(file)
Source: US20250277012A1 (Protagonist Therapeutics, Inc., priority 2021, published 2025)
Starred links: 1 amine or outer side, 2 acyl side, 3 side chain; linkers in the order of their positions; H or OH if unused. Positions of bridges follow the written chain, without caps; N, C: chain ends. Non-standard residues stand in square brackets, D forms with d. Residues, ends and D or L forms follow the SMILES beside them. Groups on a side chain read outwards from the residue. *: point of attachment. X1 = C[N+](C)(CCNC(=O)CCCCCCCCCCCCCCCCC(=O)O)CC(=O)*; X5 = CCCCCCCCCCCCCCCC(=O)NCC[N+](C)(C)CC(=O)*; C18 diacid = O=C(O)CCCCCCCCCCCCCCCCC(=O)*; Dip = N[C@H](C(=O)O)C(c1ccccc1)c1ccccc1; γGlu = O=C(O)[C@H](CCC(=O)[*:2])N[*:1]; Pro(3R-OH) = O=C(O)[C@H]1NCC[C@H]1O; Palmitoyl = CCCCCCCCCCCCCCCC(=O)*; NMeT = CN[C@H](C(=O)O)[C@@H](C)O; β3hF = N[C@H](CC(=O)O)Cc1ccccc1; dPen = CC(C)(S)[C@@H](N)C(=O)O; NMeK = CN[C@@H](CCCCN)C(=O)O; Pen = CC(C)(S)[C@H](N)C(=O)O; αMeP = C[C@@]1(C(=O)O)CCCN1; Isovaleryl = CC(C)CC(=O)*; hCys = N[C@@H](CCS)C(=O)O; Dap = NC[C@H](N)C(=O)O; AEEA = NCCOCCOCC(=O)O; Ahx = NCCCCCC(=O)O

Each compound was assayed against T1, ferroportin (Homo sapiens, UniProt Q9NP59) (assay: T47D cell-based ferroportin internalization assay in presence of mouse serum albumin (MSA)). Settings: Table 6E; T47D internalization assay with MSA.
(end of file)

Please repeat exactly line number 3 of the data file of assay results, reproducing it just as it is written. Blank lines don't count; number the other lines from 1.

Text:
Each compound was assayed against T1, ferroportin (Homo sapiens, UniProt Q9NP59) (assay: T47D cell-based ferroportin internalization assay in presence of mouse serum albumin (MSA)). Settings: Table 6E; T47D internalization assay with MSA.